Caroline Kennedy 'dismayed' by her own voting record...

I don’t have any particular problem with Caroline Kennedy vs. any other Democratic candidate, but this Hillaryesque/Chelseaesque comment really set my eyes rolling:

*Caroline Kennedy said she was “surprised and dismayed” by her own voting record, after failing to cast her pick for the very Senate seat she now hopes to take over.

Kennedy offered no excuses for why she failed to vote in a number of elections since registering in New York City in 1988, including in 1994 when Sen. Daniel Patrick Moynihan was up for re-election as the state’s senior senator.

"I was really surprised and dismayed by my voting record," she told the Associated Press. “I’m glad it’s been brought to my attention.” * :rolleyes:

[bolding mine]


Anybody remember Chelsea Clinton’s response when asked about her mother’s lies about her Bosnia lies: “Well, I stand by what she said…I mean, I was there, and I was just so honored to have been there!”

Is this what passes for political dialog these days: just ejaculate a string of words having some vague, upbeat tone – whether they make sense or not and whether they address the issue or not – and then just count on it all to blow over?

And do the citizens of New York really want a Senator who views her own voting record with surprise (and dismay)?

The answer to both, apparently, is yes.

It won’t surprise you that the first reply to this mentions Sarah Palin. And yes, this is what passes for political dialog these days, and at least one political party eats it up with a spoon.

Oh, come now! Did Caroline Kennedy protect the Alaskan coast from an invading horde of ravening Cossacks? She did not!

The dismay is understandable, but the expression of surprise over her own voting record betrays an IQ level on par with her brother’s bar exam efforts and ultimate (but predictable) graveyard spiral.

Maybe this is a dumb question, but is there a database that keeps track of whether or not I vote?

Jeez, I hope not.

I’m surprised and dismayed people are already turning this into a partisan piss fight involving Sarah Palin, who is now approximately an hour past her fifteen minutes. C-Kennedy’s been caught doing something a little bit unpalatable for someone angling for a Senate appointment (not voting) and she responded with a really, really retarded statement (surprise at the fact she didn’t vote, as if she hadn’t known that.) That’s worth criticism by itself, irrespective of party affiliation, is it not?

Yes, this is what apparently passes for political dialog these days, and the sad thing is that it does eventually blow over, when someone of the other party says something equally stupid. (I’m still scratching my head about Hillary’s Bosnia comment, wondering what the hell she was thinking.) It seems that neither party has a monopoly on idiocy.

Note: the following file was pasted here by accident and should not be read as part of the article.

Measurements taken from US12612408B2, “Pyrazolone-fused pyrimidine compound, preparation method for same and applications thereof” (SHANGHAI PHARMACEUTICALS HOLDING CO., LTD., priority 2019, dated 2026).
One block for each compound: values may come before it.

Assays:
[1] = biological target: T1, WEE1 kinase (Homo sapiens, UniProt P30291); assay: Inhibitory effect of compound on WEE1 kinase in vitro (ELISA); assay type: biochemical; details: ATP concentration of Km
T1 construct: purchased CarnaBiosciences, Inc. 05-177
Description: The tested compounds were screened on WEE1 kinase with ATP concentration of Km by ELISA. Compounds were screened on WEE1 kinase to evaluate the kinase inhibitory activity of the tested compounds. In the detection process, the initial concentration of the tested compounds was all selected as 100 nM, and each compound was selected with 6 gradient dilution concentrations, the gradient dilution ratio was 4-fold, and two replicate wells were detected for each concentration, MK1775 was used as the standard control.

So what’s the debate?

Not so much a debate, but an opportunity to get in yet another Clinton dig.

Yeah, while there are certainly debates one could have about Caroline Kennedy’s qualifications (or about what qualifications one needs to be a Senator), about the method of appointing Senators to fill empty seats, and the way the media shapes our political discourse, this appears simply to be an equal opportunity shot at women in politics on both sides of the aisle.

I think so.

It’s public information, after all. Not who you voted for, or even which contests you voted in, but just that you voted that day. On election day, they post lists from time to time of who has voted already that day.

There is not “a” database that’s publicly available, but the information is public in most states, and can be collated by interested parties willing to do so (and willing to pay any applicable fees).

For instance,

“Who Voted lets you see who among registered voters is recorded as having cast a ballot in recent elections. It does not say who they voted for.”

Here is their site for four states:

You’ll find some information there as well on your general question, including this comment:

"*Election information, including lists of registered voters, is technically public record in all but a handful of U.S. states. However, we have found that it’s extremely difficult to acquire.

Sometimes, the difficulty comes in laws that protect the privacy of citizens. For instance, Pennsylvania and Arizona will provide the records on paper or CD, but have laws preventing posting voter data on the Internet.